As we drove through the highways and switchbacks of Zion National Park in Utah, I found it impossible to not be awed by the magnificent mountains that unfolded before me at every turn. It was my first time to set foot in Utah and I had no idea that I would find some of the most breathtaking landscapes here. Looking up, I could see unique and interesting shapes on the peaks, such as the west temple or bridge mountain or the watchman. The spectrum of colors that varied depending on the amount and direction of the sunlight, is no less fascinating. There was red, pink, orange, white, gray black, with some green from the trees that are scattered throughout the mountainsides or in thin strips outlining some of the rock layers. The photographs I took could never adequately capture the splendor that my eyes and my heart enjoyed.
For a brief moment, I asked myself how God could create these beautiful and diverse landscapes. And the Holy Spirit reminded me instantly – He spoke. That’s it. He spoke and the world came into being.
Let all the earth fear the Lord; let all the inhabitants of the world stand in awe of him! For he spoke, and it came to be; he commanded and it stood firm.
Now why is this still important for me to reflect on after decades of being a Christian? Because I forget. And because He knows that I forget, yet loves me unconditionally, He never gets tired of reminding me. Sometimes He uses mountains.
In the gospels, we read that there were quite a few events throughout His life and ministry when our Lord Jesus went up on a mountain. Matthew tells us that Jesus went up to a mountain to teach, and that’s where we find the sermon on the mount. The sermon began with the Beatitudes in chapter 5, (which I would love to blog about another time) all through chapter 7. Jesus covered a lot while on that mountain – enough to fill three chapters of Matthew’s gospel. And we see chapter 8 opening with “when he came down from the mountain…” (Matt 8:1). I wondered what it was like to be among his listeners, standing on a plateau or sitting on a rock or resting under a tree while learning from the Master.
We come across another mountaintop event when Jesus was transfigured and demonstrated His glory to three of His closest disciples – Peter, James and John. On that day, and on that mountain, the voice of God the Father himself spoke to human ears, and was heard by ordinary men. (Matthew 17:1-8). Appropriately so, the disciples fell on their faces terrified. But when Jesus touched them, they heard the most comforting words from their Rabbi – Rise and have no fear. Words that our gentle Savior still speaks to us today.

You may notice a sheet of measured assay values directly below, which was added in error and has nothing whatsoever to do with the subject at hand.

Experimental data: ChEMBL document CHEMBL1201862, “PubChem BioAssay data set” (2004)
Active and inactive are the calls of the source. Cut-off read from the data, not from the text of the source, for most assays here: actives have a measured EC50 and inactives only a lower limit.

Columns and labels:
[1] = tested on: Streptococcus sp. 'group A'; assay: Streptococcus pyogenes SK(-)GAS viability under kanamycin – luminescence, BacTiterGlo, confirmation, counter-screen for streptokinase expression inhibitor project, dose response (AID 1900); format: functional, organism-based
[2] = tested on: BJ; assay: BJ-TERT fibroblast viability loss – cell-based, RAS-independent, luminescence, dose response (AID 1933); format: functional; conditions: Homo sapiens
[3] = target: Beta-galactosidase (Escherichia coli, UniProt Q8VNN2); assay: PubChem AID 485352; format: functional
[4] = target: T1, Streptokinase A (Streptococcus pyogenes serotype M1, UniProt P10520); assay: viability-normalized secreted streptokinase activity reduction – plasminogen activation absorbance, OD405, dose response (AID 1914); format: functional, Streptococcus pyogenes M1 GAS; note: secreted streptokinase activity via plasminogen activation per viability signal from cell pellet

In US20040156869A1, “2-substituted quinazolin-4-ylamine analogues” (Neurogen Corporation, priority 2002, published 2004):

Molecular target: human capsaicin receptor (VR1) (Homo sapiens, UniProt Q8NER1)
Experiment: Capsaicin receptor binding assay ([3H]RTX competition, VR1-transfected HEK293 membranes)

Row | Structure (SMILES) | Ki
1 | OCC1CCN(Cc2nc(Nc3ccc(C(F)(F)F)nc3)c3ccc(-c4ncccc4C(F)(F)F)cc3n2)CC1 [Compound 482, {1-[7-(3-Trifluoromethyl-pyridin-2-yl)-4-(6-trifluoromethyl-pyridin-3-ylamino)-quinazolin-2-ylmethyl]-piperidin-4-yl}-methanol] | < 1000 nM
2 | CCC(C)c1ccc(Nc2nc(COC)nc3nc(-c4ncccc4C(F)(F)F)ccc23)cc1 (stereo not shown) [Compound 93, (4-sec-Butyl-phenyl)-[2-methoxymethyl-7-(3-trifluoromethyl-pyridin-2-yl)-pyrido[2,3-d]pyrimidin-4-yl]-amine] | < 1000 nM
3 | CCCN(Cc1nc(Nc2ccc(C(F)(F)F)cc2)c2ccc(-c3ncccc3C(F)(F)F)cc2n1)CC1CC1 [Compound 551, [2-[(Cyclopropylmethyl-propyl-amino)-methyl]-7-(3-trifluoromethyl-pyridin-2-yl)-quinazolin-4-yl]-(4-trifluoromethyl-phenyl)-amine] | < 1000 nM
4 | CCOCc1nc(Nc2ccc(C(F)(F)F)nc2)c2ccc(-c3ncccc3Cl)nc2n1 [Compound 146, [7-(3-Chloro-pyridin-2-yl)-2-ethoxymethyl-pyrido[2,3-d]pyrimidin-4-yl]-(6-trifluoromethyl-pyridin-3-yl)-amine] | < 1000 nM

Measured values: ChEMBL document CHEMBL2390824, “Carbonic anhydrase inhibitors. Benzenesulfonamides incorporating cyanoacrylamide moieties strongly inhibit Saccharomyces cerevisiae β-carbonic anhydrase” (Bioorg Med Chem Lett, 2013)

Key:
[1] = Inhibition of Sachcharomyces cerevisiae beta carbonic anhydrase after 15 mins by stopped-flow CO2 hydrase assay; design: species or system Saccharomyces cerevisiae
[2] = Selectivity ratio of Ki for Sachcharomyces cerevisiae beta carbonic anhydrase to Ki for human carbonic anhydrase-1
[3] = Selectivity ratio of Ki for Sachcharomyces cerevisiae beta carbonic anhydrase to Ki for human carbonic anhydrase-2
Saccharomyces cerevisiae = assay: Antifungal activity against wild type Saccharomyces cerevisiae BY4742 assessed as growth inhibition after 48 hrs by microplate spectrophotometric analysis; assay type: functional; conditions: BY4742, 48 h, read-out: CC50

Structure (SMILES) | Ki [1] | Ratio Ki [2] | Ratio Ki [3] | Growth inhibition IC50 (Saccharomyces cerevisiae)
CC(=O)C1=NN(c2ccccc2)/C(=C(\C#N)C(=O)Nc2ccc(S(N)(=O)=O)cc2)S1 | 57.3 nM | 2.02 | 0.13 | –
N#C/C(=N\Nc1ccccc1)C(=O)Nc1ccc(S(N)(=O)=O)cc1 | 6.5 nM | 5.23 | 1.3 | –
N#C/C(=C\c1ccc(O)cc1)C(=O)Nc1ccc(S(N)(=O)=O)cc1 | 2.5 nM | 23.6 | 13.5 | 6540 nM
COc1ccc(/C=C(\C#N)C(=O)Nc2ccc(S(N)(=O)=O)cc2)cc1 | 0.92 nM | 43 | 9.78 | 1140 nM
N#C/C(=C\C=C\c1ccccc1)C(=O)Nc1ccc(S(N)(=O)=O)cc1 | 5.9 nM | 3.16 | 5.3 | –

Jesus also retreated to the mountains in order to spend time with His Father in prayer. In these days he went out to the mountain to pray, and all night he continued in prayer to God. Luke 6:12 This verse refers to a particular time of prayer that took place just before Jesus made a very important decision; that of selecting the twelve men who would be His apostles. Clearly, Jesus was purposeful and faithful in setting aside time to be with His Father. If it was that precious to Jesus, shouldn’t it be precious to His followers, too?
I see how mountains can really be useful in pointing my heart to God. They help me remember what God has said and done. They invite me to recall what Jesus taught and how He lived. I came to this place with a mountain of cares. I have been praying that God would strengthen me because far more challenging times are up ahead. I have realized that the strength that I seek is not found in these mountains themselves but in the God who created them, the God who still uses them for His glory, the God on which they stand firm. Like all of His creation, my very existence is meant to display God’s glory, and my steadfastness as a follower of Christ depends on Him alone. He says to me and to you, “Rise and have no fear.”
As we pack for the flight home and I recharge my phone battery that has been repeatedly drained in my efforts to photograph the beauty that surrounds me, my heart has likewise been generously recharged by His loving presence in the grandeur of His creation. I’m leaving these lofty mountains today with a refreshed soul and a renewed perspective of how great my Father is, and I pray this truth will equip all of us as we journey in the valleys of daily life.
“Worthy are you, our Lord and God, to receive glory and honor and power, for you created all things, and by your will they existed and were created.” Revelation 4:11
This hard place in which you perhaps find yourself is the very place in which God is giving you opportunity to look only to Him, to spend time in prayer, and to learn long-suffering, gentleness, meekness – in short, to learn the depths of the love that Christ Himself has poured out on all of us.